Wednesday, April 6, 2011

Hank, a history

For Cinder's first litter I was looking for a really special sire.  I wanted a little more eye, and a good looking dog, a tough dog that wouldn't back down from anything, and not too closely related to Cinder.  I saw him at the Bakersfield Nationals with Larry Roby, WTCH Rosebrier Roby's Khan Man.   Yes, he gripped a sheep on the second run in Finals, but so did a lot of other good dogs.  The sheep were rather difficult and actually chased one dog off.   I really liked the natural talent Khan showed, and the intensity. 

It was another year before I took Cinder down to Kentucky and introduced her to Khan.  The Robys were so nice and so hospitable, I couldn't hardly believe it.   Larry was extremely sick then and I felt bad that I was being an inconvenience, but Johna insisted it was fine if I came and stayed in the spare room.   I tried to help out with dishes and such.     Then Cinder wanted nothing to do with Khan.  We waited, still no interest in standing.   After she should have been standing and was not I took her into a local vet for a swab and he said she had pyometra.  Well, then I was faced with the hard choice of spaying her immediately or trying treatment and risking a very sick dog.  There was certainly no chance of breeding at that time.   After some agonizing, I decided on treatment and took my dog back home to Wisconsin.  

She recovered with barely a change in behavior, she certainly never acted as sick as she could have and the veterinary advice was to try and breed her on the next heat.    So back to Kentucky in March of 2004.  Sadly, Larry had passed away by then.     The spare room was occupied by relatives, and I had no money, so Cinder and I slept in the car.   Still, she had no interest in Khan Man.   AGGG!  This breeding stuff can be frustrating.   Then one afternoon we left her in the kennel and went about 50 feet off, talking and only somewhat watching, and suddenly they were tied.   The next day she was back to growling at him.   Cinder is one of those very short window of opportunity bitches.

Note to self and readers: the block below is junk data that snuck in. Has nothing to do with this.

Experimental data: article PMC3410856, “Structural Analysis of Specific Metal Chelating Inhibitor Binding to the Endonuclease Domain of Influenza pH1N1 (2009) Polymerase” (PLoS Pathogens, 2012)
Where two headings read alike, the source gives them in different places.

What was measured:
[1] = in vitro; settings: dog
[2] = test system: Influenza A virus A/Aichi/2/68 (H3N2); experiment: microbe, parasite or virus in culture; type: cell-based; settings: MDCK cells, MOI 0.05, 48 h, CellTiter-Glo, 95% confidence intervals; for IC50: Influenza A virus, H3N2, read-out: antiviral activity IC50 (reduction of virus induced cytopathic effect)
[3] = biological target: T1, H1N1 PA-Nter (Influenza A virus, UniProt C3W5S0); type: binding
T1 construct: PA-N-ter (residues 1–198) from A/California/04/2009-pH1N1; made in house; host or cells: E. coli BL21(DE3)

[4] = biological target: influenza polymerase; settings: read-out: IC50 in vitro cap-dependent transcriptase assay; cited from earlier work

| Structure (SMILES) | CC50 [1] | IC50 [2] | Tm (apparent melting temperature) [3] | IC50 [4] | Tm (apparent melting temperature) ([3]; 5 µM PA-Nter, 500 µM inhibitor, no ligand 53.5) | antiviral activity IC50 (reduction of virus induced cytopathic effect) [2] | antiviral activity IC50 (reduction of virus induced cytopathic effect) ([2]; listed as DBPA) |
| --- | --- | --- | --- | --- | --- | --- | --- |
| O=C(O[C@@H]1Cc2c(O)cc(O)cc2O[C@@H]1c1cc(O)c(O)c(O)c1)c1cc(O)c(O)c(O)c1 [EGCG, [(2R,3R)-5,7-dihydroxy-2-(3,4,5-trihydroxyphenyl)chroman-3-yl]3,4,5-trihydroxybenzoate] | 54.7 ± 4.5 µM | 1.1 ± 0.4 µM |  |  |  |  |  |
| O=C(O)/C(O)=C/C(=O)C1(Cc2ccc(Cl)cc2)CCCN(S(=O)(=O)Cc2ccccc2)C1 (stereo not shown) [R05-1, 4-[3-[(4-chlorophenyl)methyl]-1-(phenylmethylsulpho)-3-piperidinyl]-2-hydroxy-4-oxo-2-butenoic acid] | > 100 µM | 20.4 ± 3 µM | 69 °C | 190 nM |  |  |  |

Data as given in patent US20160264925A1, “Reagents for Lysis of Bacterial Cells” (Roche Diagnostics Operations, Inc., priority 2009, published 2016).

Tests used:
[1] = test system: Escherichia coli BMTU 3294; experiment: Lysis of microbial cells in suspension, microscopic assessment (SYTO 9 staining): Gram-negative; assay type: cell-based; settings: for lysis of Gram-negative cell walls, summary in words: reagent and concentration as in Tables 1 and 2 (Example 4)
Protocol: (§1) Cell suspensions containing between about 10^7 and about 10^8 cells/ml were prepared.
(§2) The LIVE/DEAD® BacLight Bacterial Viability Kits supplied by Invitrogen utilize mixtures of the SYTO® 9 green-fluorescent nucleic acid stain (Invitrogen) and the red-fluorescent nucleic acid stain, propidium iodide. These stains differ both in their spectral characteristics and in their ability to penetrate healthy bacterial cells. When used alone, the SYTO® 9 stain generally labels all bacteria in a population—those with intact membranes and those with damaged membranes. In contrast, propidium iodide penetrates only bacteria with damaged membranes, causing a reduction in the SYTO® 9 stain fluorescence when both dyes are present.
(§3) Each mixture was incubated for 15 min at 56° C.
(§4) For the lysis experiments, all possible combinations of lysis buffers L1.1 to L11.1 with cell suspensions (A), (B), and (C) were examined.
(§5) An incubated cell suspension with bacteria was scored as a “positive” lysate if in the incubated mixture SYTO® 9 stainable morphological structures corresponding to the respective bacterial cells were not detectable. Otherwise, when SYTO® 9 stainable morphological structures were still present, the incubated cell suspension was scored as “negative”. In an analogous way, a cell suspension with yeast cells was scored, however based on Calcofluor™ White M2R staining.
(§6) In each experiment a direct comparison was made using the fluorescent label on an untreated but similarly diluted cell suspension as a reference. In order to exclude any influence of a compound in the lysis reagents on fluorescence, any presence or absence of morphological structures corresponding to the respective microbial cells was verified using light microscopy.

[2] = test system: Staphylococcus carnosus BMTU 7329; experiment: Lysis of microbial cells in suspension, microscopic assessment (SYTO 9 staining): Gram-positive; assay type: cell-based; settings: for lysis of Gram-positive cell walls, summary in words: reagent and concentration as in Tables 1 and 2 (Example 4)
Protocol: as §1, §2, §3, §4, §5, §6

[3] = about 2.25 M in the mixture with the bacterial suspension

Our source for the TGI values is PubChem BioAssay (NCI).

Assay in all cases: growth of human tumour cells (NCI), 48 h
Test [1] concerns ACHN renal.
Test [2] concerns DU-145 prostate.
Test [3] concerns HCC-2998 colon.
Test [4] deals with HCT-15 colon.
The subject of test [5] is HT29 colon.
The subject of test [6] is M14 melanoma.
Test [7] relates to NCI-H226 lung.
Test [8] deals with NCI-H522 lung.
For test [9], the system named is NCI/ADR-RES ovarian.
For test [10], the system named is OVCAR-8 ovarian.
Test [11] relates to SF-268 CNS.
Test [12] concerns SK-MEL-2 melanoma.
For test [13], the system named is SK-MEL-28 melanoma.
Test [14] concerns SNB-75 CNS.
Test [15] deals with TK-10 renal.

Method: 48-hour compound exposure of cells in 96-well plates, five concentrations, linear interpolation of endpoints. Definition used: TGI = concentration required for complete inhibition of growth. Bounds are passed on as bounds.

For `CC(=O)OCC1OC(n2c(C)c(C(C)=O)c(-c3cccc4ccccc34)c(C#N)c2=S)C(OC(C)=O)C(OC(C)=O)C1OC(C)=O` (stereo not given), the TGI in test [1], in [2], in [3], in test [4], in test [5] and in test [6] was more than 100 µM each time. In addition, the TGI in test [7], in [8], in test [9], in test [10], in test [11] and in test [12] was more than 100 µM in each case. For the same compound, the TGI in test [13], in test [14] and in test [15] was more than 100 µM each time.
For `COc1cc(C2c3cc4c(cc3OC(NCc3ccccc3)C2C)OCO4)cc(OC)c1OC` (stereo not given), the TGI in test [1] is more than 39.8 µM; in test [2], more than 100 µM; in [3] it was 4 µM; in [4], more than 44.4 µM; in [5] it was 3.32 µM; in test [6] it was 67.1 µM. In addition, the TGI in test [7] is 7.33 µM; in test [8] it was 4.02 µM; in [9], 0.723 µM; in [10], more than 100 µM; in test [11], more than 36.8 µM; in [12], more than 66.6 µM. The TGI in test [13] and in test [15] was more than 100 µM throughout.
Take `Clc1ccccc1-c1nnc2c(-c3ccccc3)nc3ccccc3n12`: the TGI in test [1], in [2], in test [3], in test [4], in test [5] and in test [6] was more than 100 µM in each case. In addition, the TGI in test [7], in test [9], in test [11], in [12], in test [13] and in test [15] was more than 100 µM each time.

But, in May, she easily whelped a lovely litter of 6 babies.    Hank was named after Hank the Cowdog (Head of Ranch Security) by David.   Those were some of David's favorite books.   Originally I was going to keep a girl, but the little red female I liked did not like Dane.  She was unusually opinionated for an 8 week old puppy, and not particularly friendly except to me and David.  So when John Rossy said he really liked her I let him take her home.     Well, she turned into a really good working dog and a watchdog, still having no love for strangers but very intelligent and devoted to her new family.  

Then there was Hank, a left over puppy with a sweet, laid back personality.    He might have been for sale until I started working him on stock and he showed his wonderful talents.  Then he wasn't for sale any more.     He wasn't always easy to train but always gave 100% effort and frequently did things way better than I expected.  

The first time he worked cows you never saw a dog's eyes get so big.  He looked like I had just made his every dream come true.  And then when I sent him, he ran straight for the cattle, right through the herd, and ran SMACK! into a panel.   He shook himself off and proceeded more sensibly around the cattle instead of through them.   He really likes to heel, and he barely seems to notice kicks.   He may be a little more hard headed than sensible that way.   At one trial he was squeezing through the tiniest of holes on the fence to bring the cattle off, and someone commented to me afterward that he'd obviously never been kicked.  Once he had been kicked doing that he'd quit.   Actually, he knew all about kicking cows, he just really didn't seem to care.  He was going to go in and bring them whatever it took.    Another time we got done working and he had a perfect foot print over his face in mud from a cow planting one on him.   It made him sneeze at the time, but not really even slow down. 
Hank helping to dog break calves

  Hank may be my favorite dog to work of all time.  He balances intensity with thoughtfulness.   Lighter stock makes him slower and more careful.   He has a lot of power and determination, and he listens, well, most of the time he listens.    He has his opinions also.   He has a couple things he does while trialing that bug me, and unfortunately they are places I screwed up in training him, but overall I think he's a pretty special dog. 
He is the go- to dog for handling our neighbor's sheep when they ask us to help pen them.  
    He qualified on ducks and sheep for the finals in Colorado a couple years ago and he ran ok, although not making it to the top 10.   I think he might make it into cattle this year, based on Post advanced runs, but I don't know that I will enter.    Finals is a much more high pressure and anxiety producing thing for the handler, for me anyway, than it is fun.  And that translates right down to the dog.  

I don't have a Hank puppy of my own, since it seems like his litters have always been impossible timing for me to raise a pup, but I have his niece Tessa, who seems more like him than anyone else.   Plus, he's still a young dog, so the Hank history has more chapters to go in the future. 

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